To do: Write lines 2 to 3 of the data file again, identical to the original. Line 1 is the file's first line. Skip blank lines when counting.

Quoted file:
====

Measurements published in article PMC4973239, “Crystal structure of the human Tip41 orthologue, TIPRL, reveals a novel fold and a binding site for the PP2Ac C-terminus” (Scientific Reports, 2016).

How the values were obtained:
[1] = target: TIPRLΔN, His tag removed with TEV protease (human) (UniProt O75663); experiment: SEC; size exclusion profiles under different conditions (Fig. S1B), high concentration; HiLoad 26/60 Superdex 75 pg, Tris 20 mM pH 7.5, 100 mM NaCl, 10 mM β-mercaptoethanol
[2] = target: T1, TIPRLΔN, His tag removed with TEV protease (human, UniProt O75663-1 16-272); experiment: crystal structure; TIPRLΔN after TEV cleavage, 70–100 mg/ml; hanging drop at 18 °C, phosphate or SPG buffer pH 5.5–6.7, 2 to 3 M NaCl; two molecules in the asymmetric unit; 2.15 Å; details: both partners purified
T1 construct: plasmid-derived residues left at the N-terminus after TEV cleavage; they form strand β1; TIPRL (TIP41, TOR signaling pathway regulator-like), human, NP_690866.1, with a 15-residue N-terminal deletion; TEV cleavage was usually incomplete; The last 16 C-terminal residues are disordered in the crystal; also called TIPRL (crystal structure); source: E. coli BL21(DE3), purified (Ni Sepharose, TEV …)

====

How the values were obtained:
[1] = target: TIPRLΔN, His tag removed with TEV protease (human) (UniProt O75663); experiment: SEC; size exclusion profiles under different conditions (Fig. S1B), high concentration; HiLoad 26/60 Superdex 75 pg, Tris 20 mM pH 7.5, 100 mM NaCl, 10 mM β-mercaptoethanol